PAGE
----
This is taken from the top two answers Why does Double.NaN==Double.NaN return false? Question I was just studying OCPJP questions and I found this strange code: public static void main ( String a []) { System . out . println ( Double . NaN == Double . NaN ); System . out . println ( Double . NaN != Double . NaN ); } When I ran the code, I got: false true How is the output false when we're comparing two things that look the same as each other? What does NaN mean? Answer NaN is by definition not equal to any number including NaN. This is part of the IEEE 754 standard and implemented by the CPU/FPU. It is not something the JVM has to add any logic to support. A comparison with a NaN always returns an unordered result even when comparing with itself. ... The equality and inequality predicates are non-signaling so x = x returning false can be used to test if x is a quiet NaN. Java treats all NaN as quiet NaN. Java

Java Intrinsics and Performance

The original question was How to count the number of 1's a number will have in binary?  I included a performance comparison of using Integer.bitCount() which can be turned into an intrinic i.e. a single machine code instruction POPCNT and the Java code which does the same thing. Question How do I count the number of 1 's a number will have in binary? So let's say I have the number 45 , which is equal to 101101 in binary and has 4 1 's in it. What's the most efficient way to write an algorithm to do this? Answer Instead of writing an algorithm to do this it's best to use the built in function. Integer.bitCount() What makes this especially efficient is that the JVM can treat this as an intrinsic. i.e. recognise and replace the whole thing with a single machine code instruction on a platform which supports it e.g. Intel/AMD To demonstrate how effective this optimisation is public static void main ( String ... args ) { perfTestIntrinsic ();

Java += and implicit casting

This is from two popular answers to the question Java += operator Question Until today I thought that for example: i += j ; is just a shortcut for: i = i + j ; But what if we try this: int i = 5 ; long j = 8 ; Then i = i + j; will not compile but i += j; will compile fine. Does it mean that in fact i += j; is a shortcut for something like this i = (type of i) (i + j) ? I've tried googling for it but couldn't find anything relevant. Answers As always with these questions, the JLS holds the answer. In this case §15.26.2 Compound Assignment Operators . An extract: A compound assignment expression of the form E1 op= E2 is equivalent to E1 = (T)((E1) op (E2)), where T is the type of E1, except that E1 is evaluated only once. And an example: For example, the following code is correct: short x = 3 ; x += 4.6 ;   and results in x having the value 7 because it is equivalent to: short x = 3 ; x = ( short )( x + 4.6 ); In other words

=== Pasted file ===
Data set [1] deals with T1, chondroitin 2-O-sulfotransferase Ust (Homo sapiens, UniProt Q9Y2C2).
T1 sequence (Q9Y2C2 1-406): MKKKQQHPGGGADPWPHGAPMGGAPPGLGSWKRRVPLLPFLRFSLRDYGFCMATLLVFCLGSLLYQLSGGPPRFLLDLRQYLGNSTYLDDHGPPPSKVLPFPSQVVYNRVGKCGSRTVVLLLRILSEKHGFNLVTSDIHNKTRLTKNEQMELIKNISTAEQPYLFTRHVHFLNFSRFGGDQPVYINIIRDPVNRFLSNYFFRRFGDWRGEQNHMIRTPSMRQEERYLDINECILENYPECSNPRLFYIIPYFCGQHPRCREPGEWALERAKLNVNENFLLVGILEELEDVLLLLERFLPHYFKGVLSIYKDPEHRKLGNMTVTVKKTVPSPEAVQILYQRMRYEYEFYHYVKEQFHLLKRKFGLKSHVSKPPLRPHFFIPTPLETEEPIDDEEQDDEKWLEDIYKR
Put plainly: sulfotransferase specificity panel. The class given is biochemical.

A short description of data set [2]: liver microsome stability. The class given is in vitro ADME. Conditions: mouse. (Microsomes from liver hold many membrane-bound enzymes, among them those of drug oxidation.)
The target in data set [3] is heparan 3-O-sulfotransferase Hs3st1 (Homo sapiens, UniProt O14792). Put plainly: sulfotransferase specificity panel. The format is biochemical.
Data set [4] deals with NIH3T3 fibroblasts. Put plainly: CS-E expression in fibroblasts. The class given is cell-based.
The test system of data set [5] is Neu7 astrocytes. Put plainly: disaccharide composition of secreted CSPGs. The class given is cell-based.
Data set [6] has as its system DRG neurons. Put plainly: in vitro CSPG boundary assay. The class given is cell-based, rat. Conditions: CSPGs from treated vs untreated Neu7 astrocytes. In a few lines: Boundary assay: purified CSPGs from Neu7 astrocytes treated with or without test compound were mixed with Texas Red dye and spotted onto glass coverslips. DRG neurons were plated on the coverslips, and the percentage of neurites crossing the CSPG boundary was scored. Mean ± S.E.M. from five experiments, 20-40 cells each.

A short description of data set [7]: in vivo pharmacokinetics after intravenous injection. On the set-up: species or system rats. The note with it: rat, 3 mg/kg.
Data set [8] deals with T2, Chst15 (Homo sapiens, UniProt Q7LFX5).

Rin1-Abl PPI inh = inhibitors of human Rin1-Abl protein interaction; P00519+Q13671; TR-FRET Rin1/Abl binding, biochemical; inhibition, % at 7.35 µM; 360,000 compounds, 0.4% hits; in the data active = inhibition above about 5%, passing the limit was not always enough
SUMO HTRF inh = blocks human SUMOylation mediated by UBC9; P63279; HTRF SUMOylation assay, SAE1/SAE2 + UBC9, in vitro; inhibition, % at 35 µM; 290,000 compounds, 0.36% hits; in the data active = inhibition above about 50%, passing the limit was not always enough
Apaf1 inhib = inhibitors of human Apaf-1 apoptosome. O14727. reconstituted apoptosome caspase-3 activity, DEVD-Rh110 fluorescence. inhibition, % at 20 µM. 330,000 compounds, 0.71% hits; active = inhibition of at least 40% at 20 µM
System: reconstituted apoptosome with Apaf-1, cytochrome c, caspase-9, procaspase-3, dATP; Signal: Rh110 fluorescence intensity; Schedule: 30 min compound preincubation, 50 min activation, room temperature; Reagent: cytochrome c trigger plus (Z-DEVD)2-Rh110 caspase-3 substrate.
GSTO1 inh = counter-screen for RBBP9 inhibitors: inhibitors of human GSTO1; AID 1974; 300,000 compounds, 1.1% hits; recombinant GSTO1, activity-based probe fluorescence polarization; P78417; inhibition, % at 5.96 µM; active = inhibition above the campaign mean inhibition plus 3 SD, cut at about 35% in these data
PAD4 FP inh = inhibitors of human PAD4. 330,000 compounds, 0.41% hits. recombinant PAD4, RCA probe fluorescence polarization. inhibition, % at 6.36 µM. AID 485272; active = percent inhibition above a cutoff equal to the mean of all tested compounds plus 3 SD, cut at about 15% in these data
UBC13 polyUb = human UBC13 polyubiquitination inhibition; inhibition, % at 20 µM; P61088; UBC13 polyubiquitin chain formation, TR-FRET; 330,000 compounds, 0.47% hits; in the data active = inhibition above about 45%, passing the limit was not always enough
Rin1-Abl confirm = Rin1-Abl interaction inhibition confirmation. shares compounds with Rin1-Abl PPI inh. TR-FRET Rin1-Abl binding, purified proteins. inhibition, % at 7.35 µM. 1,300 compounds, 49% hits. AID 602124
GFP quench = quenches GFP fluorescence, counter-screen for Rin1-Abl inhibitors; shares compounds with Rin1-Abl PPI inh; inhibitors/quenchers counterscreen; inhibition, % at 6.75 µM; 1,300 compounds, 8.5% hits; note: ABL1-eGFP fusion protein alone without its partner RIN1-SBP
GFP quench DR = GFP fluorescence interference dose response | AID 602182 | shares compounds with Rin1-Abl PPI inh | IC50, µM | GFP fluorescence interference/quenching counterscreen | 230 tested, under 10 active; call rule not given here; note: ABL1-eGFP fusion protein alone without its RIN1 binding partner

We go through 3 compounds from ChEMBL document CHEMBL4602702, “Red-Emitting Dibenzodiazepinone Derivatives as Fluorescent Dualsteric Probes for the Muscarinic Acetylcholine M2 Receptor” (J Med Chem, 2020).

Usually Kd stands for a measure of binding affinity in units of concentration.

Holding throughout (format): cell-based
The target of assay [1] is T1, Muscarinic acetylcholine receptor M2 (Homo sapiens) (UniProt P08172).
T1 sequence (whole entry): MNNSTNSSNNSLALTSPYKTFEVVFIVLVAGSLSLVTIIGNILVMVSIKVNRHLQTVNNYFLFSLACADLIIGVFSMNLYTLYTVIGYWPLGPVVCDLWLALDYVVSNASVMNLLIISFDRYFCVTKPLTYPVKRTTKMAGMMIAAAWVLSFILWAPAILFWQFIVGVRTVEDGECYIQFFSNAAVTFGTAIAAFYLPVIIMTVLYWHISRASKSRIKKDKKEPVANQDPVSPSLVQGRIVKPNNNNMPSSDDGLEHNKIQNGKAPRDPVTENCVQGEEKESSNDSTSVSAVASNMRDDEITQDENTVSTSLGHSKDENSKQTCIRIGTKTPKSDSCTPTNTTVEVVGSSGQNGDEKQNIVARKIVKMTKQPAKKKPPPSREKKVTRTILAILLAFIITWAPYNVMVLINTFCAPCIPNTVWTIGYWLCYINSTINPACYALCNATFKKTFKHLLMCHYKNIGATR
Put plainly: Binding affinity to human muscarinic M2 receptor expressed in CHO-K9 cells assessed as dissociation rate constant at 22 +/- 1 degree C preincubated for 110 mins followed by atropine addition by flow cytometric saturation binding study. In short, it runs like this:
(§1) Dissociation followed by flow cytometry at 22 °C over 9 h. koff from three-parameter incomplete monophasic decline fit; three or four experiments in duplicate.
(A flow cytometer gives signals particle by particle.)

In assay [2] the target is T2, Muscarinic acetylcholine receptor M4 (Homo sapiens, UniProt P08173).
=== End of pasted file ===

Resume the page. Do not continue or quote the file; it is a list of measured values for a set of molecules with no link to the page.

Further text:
Moving the decimal place in a double

This is taken from a popular answer to the question Moving decimal places over in a double Question So I have a double set to equal 1234, I want to move a decimal place over to make it 12.34 So to do this I multiply .1 to 1234 two times, kinda like this double x = 1234 ; for ( int i = 1 ; i <= 2 ; i ++) { x = x *. 1 ; } System . out . println ( x ); This will print the result, "12.340000000000002" Is there a way, without simply formatting it to two decimal places, to have the double store 12.34 correctly? Answer If you use double or float , you should use rounding or expect to see some rounding errors. If you can't do this, use BigDecimal . The problem you have is that 0.1 is not an exact representation, and by performing the calculation twice, you are compounding that error. However, 100 can be represented accurately, so try: double x = 1234 ; x /= 100 ; System . out . println ( x ); which prints:   12.34 This works because Dou

Can try/finally prevent a StackOverflowError?

This post is taken from a popular answer to a question  try-finally block prevents StackOverflowError Question Take a look at the following two methods: public static void foo () { try { foo (); } finally { foo (); } } public static void bar () { bar (); } Running bar() clearly results in a StackOverflowError , but running foo() does not (the program just seems to run indefinitely). Why is that? Answer It doesn't run forever. Each stack overflow causes the code to move to the finally block. The problem is that it will take a really, really long time. The order of time is O(2^N) where N is the maximum stack depth. Imagine the maximum depth is 5 foo () calls foo () calls foo () calls foo () calls foo () which fails to call foo () finally calls foo () which fails to call foo () finally foo () calls foo () which f